How to be a good mentor
“Those who can, do; those who can’t, teach.” I personally think this is a little unfair to some of the amazing educators I’ve had throughout my life. But the saying is right in one regard: being great at doing something and being great at teaching it are very different skills.
That doesn’t mean that great mentors have to be born that way, but it does mean that even successful entrepreneurs often have to learn new skills before they can become effective advisors. We have some idea of how to tell if your mentor isn’t up to par, but what can mentors do to become better?
1. Are you meeting your goals?
Get into a position where your work can speak for itself. “A good way to figure out if you’re being a good mentor is to give yourself some sense of goals,” If the mentor-mentee duo has been working together for over six months, and the entrepreneur is still achieving or gaining anything, that’s a sign to take a step back and evaluate everything, including the relationship.Regular check-ins, like one-hour conversations, can help with meeting those goals. Remembering that the responsibility on the mentor is greater than on the mentee. If the mentee doesn’t feel challenged, enabled, or positive enough – or if he or she doesn’t feel a sense of honesty in the relationship – the first thing to look at would be the mentor’s own tactics.
2. Keep the relationship flowing
Good mentoring boiling down to three points – listening, advising, and connecting. All three parts are interconnected. For example, good listening may involve hearing out an entrepreneur, then asking the right questions to continue his or her train of thought.
Mean while, advising may mean taking into account that you’re not the only fly in the ear of the person you’re mentoring. I always recommend having multiple mentors to help a entrepreneur in multiple areas.
3. Stay close, but not too close
The first step to advising someone is to make sure he or she actually wants you there. The second is to make sure that you can actually commit. Always be mindful of one’s real life commitments and to make sure that they don’t clash. A mentor-ship takes trust, which needs time to grow and foster.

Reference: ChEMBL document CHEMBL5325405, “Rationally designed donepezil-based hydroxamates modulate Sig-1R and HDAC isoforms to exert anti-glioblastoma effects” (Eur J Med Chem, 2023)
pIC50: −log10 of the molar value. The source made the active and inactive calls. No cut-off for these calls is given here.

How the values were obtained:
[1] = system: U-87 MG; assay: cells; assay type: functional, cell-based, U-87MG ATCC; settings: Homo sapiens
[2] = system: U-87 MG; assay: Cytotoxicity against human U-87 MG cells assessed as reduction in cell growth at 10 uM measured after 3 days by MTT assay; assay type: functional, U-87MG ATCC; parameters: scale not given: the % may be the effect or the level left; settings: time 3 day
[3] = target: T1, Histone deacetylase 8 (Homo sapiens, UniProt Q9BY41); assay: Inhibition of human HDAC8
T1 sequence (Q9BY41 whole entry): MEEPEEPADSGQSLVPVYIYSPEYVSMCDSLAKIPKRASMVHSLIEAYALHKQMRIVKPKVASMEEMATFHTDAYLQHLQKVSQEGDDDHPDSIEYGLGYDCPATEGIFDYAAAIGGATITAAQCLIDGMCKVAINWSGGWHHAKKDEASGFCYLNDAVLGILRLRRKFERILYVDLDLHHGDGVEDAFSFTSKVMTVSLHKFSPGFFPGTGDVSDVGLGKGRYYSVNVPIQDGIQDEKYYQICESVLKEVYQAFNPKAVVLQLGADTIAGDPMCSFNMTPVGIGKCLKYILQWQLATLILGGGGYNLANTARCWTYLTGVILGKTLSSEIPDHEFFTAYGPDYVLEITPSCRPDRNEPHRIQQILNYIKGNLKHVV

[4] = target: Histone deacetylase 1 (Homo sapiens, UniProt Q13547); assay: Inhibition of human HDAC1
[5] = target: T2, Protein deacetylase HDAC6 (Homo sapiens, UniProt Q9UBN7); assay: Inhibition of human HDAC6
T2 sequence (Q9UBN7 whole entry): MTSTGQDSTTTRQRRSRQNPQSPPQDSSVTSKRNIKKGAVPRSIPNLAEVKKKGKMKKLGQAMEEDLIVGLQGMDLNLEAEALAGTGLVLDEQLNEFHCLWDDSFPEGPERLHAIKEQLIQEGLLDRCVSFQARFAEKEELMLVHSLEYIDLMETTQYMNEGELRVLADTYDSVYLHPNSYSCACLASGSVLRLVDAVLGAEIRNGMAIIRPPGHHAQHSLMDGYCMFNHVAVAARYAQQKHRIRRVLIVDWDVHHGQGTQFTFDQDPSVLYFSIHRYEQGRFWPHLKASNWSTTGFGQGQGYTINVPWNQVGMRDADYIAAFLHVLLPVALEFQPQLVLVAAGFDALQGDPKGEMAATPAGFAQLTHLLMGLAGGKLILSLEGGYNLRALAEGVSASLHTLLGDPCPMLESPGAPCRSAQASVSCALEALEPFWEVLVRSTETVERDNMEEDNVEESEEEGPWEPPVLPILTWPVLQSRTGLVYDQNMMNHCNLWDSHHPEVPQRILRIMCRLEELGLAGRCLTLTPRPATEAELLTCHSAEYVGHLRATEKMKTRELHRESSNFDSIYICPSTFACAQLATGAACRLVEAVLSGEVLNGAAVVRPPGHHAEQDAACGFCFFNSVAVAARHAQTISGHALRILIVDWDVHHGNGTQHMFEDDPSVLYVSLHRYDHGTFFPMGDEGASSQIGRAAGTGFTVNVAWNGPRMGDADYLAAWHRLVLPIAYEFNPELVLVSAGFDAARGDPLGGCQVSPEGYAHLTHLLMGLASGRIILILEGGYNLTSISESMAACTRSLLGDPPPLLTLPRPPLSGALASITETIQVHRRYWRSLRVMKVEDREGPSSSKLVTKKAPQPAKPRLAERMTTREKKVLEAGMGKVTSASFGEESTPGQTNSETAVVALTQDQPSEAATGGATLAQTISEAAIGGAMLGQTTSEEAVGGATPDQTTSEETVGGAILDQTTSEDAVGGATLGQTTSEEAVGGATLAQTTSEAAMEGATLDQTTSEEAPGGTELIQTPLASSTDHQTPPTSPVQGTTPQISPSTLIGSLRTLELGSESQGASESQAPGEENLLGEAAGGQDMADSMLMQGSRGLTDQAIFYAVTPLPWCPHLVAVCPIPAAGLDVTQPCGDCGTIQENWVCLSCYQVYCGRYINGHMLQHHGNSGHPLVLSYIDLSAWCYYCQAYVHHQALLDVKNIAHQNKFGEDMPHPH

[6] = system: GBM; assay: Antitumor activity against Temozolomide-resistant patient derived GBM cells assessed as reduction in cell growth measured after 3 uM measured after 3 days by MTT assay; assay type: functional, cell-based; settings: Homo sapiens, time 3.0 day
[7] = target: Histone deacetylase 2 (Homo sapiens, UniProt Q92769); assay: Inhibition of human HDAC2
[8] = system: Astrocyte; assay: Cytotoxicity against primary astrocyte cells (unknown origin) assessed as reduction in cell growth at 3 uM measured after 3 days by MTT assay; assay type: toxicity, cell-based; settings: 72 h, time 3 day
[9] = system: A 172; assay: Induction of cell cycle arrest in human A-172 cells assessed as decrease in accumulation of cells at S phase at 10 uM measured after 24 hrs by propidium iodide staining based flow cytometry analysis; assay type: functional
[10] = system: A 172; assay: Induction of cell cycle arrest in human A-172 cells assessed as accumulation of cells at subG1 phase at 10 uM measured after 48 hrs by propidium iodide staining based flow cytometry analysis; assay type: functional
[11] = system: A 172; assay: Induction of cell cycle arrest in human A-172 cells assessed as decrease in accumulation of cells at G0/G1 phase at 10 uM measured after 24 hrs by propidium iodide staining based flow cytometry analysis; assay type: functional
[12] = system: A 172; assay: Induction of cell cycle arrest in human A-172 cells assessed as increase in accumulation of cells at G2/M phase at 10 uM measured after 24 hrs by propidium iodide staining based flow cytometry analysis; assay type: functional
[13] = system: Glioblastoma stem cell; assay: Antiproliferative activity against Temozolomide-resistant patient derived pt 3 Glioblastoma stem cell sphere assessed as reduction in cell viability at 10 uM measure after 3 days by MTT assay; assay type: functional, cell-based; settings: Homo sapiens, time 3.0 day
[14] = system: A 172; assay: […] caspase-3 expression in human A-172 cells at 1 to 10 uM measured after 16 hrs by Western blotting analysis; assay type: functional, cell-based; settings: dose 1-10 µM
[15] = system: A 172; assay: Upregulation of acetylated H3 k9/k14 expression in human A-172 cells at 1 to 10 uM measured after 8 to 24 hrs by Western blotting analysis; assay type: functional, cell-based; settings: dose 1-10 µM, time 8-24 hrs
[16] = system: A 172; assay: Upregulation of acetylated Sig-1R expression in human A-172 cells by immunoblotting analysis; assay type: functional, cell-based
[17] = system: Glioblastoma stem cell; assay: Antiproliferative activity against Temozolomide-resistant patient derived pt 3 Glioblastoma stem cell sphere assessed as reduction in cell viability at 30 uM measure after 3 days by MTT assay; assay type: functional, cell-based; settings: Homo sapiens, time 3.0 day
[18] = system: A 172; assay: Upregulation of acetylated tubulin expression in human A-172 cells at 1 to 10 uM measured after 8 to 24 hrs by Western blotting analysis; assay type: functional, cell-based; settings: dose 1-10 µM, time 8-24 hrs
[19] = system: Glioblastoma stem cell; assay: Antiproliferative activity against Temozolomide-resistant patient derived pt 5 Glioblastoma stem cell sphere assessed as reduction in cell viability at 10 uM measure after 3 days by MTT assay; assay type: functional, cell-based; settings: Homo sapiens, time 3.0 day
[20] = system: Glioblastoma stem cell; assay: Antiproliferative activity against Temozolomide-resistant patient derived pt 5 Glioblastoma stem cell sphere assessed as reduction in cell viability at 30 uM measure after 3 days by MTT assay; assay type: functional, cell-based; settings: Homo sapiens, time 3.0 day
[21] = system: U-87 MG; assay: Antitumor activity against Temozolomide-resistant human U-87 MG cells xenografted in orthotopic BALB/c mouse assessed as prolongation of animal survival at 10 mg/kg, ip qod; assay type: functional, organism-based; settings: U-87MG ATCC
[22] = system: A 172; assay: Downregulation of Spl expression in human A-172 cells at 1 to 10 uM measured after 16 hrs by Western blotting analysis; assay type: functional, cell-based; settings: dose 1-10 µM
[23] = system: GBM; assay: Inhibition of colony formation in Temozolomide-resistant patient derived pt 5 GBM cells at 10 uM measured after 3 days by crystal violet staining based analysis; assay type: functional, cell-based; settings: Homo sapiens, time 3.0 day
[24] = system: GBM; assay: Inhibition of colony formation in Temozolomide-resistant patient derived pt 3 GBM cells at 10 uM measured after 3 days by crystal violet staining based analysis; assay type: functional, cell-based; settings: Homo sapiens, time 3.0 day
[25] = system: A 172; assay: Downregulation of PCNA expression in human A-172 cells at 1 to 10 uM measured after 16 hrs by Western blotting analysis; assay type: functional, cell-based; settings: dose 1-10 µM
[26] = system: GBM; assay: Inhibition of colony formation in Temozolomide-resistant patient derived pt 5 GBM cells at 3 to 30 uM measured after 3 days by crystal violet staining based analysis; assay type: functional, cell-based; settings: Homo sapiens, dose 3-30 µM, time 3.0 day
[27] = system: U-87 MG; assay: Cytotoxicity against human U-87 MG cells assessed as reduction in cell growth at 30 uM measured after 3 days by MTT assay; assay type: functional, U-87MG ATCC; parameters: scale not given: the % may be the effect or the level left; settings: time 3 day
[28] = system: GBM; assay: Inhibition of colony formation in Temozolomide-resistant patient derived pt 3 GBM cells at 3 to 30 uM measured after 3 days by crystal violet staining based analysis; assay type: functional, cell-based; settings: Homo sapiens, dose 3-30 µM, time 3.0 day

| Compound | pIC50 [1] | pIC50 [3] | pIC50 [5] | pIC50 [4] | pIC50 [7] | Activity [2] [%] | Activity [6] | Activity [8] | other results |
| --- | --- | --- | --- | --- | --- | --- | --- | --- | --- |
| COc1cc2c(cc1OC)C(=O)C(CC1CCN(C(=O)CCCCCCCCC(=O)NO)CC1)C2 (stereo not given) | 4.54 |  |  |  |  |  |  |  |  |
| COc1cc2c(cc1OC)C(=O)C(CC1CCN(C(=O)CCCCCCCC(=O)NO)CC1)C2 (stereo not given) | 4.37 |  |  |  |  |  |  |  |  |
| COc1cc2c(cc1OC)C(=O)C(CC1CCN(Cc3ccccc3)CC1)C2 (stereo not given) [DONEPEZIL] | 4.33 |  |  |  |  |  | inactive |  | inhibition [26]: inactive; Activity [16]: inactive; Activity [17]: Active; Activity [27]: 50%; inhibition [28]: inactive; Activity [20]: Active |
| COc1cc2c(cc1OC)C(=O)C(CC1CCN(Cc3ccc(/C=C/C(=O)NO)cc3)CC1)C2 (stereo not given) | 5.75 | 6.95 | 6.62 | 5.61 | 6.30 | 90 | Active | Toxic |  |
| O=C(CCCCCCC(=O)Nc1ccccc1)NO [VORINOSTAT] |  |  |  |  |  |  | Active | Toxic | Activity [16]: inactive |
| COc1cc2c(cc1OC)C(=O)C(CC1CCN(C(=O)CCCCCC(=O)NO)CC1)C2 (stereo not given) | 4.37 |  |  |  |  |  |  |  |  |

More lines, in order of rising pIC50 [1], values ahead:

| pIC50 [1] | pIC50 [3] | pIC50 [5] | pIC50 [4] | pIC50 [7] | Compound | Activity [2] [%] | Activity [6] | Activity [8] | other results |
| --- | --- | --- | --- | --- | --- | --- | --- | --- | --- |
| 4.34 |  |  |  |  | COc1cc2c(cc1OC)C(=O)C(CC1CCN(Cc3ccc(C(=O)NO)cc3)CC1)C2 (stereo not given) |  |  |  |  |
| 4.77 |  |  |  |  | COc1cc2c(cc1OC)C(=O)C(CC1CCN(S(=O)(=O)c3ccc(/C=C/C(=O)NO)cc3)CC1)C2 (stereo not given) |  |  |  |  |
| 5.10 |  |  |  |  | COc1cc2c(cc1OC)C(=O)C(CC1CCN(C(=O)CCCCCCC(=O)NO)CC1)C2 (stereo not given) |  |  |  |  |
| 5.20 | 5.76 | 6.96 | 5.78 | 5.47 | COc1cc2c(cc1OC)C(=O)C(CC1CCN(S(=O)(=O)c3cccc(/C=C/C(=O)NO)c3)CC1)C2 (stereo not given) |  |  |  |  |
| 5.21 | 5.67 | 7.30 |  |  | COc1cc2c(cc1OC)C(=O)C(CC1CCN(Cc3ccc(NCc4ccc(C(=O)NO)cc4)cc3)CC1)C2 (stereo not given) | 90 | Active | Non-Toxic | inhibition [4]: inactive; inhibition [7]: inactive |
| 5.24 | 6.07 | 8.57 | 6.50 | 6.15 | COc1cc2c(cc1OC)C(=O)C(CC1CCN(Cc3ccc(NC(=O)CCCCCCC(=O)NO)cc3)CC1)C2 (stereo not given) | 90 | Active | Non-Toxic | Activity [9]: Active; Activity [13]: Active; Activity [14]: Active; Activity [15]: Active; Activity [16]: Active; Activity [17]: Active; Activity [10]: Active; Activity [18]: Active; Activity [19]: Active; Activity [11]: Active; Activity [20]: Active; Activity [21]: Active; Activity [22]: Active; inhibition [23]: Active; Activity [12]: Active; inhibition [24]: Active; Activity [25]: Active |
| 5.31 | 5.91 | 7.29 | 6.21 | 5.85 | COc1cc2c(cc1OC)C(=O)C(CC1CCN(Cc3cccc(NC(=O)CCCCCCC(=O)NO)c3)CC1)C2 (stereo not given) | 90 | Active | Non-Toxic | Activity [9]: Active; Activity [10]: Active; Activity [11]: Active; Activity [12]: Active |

Also, make sure you aren’t too personally invested in the entrepreneurs you’re mentoring.
An insider secret:
Let them know what you are working on or planning and ask for specific help or guidance. Remain in the loop of what they are doing and celebrate their successes with them. Make sure friendship comes first; you should be having fun together as well so your relationship isn’t just about work. Grab a fun lunch or dinner, or talk about a shared interest.
As for my experience, I’ve been so thankful for my 4 mentor's. I realize they are people I always gone to when I have new ideas (which is actually how I became an entrepreneur: I shared my expertise on how to be successful as an ambitious young woman, and from there it snowballed into joining and working for the most amazing companies). I have to admit, however, I never expected my mentors to be younger than me, and she certainly does not look like Yoda. But when I look back on the impact she has had on me and the advice she has offered, she is definitely providing mentorship.
4. Think like an Entrepreneur
Meet entrepreneur where they are. Instead of telling them what you see as their point B, come to point A, and talk them up from there.
“Their reality – solve that.” This requires getting to know where the Entrepreneur’ mindset is at and knowing where it is in relation to your own. After you develop that mutual understanding, you can then take the conversation to where you want it to go. “Then, elevate the conversation to how it can be, how “the entrepreneur” should be looking at it,”.From there, you can open the entrepreneur up to new possibilities.
“Mentors come in different shapes and sizes, and you need to recognize that there isn’t a one-size-fits-all for all stages “of your startup”. There are different needs within those stages.”
5. Give and share
A positive mentor, in his or her roots, should have a willingness to give and a sharing mindset, But don’t always assume you know best.All in all, keep in mind that there’s always room for improvement.
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